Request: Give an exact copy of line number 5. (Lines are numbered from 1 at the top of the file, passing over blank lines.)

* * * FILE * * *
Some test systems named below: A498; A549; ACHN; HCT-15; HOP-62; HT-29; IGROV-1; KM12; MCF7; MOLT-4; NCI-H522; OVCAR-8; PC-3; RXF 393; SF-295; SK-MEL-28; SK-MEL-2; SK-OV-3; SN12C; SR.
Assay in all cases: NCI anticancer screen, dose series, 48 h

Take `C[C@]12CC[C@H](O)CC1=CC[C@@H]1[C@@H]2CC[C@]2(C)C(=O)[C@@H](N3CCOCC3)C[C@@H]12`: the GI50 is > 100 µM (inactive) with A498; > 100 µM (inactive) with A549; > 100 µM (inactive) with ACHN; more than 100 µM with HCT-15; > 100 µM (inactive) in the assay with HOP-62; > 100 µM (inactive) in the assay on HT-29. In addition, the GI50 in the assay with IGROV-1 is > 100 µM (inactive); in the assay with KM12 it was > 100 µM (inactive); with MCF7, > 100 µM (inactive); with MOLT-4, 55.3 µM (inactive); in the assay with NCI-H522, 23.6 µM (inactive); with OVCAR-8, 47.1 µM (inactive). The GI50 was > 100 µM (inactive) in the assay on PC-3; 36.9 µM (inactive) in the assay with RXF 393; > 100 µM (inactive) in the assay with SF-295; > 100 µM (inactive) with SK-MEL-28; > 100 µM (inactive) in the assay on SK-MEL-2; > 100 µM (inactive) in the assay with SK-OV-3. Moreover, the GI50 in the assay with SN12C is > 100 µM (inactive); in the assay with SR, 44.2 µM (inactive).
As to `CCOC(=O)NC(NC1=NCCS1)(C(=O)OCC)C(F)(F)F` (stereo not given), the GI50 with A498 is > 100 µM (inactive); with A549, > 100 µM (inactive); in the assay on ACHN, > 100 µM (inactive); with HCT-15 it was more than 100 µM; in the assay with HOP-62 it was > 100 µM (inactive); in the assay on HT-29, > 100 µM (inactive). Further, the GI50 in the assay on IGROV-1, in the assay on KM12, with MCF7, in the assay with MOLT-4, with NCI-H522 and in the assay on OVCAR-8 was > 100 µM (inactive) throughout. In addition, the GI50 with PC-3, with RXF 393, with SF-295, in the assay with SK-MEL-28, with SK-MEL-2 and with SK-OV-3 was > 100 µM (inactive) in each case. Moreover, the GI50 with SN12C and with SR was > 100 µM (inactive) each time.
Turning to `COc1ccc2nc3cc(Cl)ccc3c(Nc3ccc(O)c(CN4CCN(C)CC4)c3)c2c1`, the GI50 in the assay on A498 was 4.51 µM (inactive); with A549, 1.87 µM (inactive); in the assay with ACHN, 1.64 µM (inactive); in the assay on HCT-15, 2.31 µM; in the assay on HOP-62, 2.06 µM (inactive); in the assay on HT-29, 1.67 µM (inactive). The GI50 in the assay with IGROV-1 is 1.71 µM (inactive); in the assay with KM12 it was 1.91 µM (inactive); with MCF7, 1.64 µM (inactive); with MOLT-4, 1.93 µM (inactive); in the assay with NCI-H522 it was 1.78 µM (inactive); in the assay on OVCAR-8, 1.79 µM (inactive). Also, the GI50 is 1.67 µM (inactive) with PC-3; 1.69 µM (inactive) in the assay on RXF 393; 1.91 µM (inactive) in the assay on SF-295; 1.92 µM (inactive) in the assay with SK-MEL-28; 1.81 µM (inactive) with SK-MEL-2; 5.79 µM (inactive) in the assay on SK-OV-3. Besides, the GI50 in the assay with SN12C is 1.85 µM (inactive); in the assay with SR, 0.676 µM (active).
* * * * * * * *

Turning to `COc1ccc2nc3cc(Cl)ccc3c(Nc3ccc(O)c(CN4CCN(C)CC4)c3)c2c1`, the GI50 in the assay on A498 was 4.51 µM (inactive); with A549, 1.87 µM (inactive); in the assay with ACHN, 1.64 µM (inactive); in the assay on HCT-15, 2.31 µM; in the assay on HOP-62, 2.06 µM (inactive); in the assay on HT-29, 1.67 µM (inactive). The GI50 in the assay with IGROV-1 is 1.71 µM (inactive); in the assay with KM12 it was 1.91 µM (inactive); with MCF7, 1.64 µM (inactive); with MOLT-4, 1.93 µM (inactive); in the assay with NCI-H522 it was 1.78 µM (inactive); in the assay on OVCAR-8, 1.79 µM (inactive). Also, the GI50 is 1.67 µM (inactive) with PC-3; 1.69 µM (inactive) in the assay on RXF 393; 1.91 µM (inactive) in the assay on SF-295; 1.92 µM (inactive) in the assay with SK-MEL-28; 1.81 µM (inactive) with SK-MEL-2; 5.79 µM (inactive) in the assay on SK-OV-3. Besides, the GI50 in the assay with SN12C is 1.85 µM (inactive); in the assay with SR, 0.676 µM (active).